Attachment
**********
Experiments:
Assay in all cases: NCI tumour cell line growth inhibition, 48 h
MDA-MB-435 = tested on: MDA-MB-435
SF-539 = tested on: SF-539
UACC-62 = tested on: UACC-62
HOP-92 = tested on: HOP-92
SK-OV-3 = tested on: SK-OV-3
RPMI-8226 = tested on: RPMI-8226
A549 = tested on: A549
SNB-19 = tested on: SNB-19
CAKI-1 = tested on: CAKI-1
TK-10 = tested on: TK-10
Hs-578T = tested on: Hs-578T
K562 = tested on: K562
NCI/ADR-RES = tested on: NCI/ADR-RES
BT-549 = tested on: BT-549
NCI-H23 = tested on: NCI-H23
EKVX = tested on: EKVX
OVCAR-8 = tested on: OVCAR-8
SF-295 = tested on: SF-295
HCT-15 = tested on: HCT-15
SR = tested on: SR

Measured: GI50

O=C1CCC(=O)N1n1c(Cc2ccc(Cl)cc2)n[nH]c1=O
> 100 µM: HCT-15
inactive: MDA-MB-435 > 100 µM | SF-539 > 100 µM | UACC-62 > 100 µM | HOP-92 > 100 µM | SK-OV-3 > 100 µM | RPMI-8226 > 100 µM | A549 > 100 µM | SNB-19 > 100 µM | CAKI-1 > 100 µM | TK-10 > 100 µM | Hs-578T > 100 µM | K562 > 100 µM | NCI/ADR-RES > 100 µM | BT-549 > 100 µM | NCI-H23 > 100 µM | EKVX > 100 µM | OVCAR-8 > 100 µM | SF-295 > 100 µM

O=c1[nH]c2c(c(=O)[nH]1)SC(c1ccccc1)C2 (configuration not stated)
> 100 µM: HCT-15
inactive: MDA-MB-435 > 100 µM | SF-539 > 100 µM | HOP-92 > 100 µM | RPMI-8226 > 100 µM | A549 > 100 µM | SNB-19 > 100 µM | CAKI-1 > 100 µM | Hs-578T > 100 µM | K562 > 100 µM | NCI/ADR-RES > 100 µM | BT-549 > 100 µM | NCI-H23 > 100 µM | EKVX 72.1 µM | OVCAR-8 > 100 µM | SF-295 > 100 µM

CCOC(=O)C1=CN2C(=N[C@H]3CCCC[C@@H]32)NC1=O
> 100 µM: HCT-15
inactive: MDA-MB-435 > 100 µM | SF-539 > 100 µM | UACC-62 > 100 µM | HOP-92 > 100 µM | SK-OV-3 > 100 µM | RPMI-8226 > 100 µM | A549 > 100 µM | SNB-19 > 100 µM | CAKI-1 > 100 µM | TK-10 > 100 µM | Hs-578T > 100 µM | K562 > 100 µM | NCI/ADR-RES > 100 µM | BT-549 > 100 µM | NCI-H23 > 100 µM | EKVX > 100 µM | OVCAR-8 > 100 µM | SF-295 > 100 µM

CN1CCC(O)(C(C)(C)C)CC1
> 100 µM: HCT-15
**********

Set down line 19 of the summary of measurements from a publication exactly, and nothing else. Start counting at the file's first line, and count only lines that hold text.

OVCAR-8 = tested on: OVCAR-8